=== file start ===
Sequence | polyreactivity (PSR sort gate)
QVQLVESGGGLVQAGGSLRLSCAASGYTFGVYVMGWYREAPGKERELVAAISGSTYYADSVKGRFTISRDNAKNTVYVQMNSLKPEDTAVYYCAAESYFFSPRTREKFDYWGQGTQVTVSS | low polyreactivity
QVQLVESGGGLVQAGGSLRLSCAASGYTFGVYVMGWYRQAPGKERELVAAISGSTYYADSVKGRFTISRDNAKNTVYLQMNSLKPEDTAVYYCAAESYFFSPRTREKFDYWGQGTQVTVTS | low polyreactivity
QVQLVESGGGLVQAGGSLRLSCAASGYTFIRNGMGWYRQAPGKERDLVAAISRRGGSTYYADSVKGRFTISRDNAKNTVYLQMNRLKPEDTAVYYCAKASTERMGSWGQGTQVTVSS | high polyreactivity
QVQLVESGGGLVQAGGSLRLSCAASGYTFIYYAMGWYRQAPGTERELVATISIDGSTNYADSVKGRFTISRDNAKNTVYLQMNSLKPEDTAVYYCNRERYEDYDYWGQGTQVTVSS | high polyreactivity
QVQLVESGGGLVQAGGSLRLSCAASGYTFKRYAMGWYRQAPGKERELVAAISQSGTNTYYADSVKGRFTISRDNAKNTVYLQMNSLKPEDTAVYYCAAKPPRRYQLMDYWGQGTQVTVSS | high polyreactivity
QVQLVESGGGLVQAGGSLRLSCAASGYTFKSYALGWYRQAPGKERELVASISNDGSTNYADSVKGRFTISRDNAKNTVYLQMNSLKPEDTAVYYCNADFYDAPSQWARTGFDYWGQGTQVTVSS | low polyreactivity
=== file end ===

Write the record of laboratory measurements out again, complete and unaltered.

Sequence | polyreactivity (PSR sort gate)
QVQLVESGGGLVQAGGSLRLSCAASGYTFGVYVMGWYREAPGKERELVAAISGSTYYADSVKGRFTISRDNAKNTVYVQMNSLKPEDTAVYYCAAESYFFSPRTREKFDYWGQGTQVTVSS | low polyreactivity
QVQLVESGGGLVQAGGSLRLSCAASGYTFGVYVMGWYRQAPGKERELVAAISGSTYYADSVKGRFTISRDNAKNTVYLQMNSLKPEDTAVYYCAAESYFFSPRTREKFDYWGQGTQVTVTS | low polyreactivity
QVQLVESGGGLVQAGGSLRLSCAASGYTFIRNGMGWYRQAPGKERDLVAAISRRGGSTYYADSVKGRFTISRDNAKNTVYLQMNRLKPEDTAVYYCAKASTERMGSWGQGTQVTVSS | high polyreactivity
QVQLVESGGGLVQAGGSLRLSCAASGYTFIYYAMGWYRQAPGTERELVATISIDGSTNYADSVKGRFTISRDNAKNTVYLQMNSLKPEDTAVYYCNRERYEDYDYWGQGTQVTVSS | high polyreactivity
QVQLVESGGGLVQAGGSLRLSCAASGYTFKRYAMGWYRQAPGKERELVAAISQSGTNTYYADSVKGRFTISRDNAKNTVYLQMNSLKPEDTAVYYCAAKPPRRYQLMDYWGQGTQVTVSS | high polyreactivity
QVQLVESGGGLVQAGGSLRLSCAASGYTFKSYALGWYRQAPGKERELVASISNDGSTNYADSVKGRFTISRDNAKNTVYLQMNSLKPEDTAVYYCNADFYDAPSQWARTGFDYWGQGTQVTVSS | low polyreactivity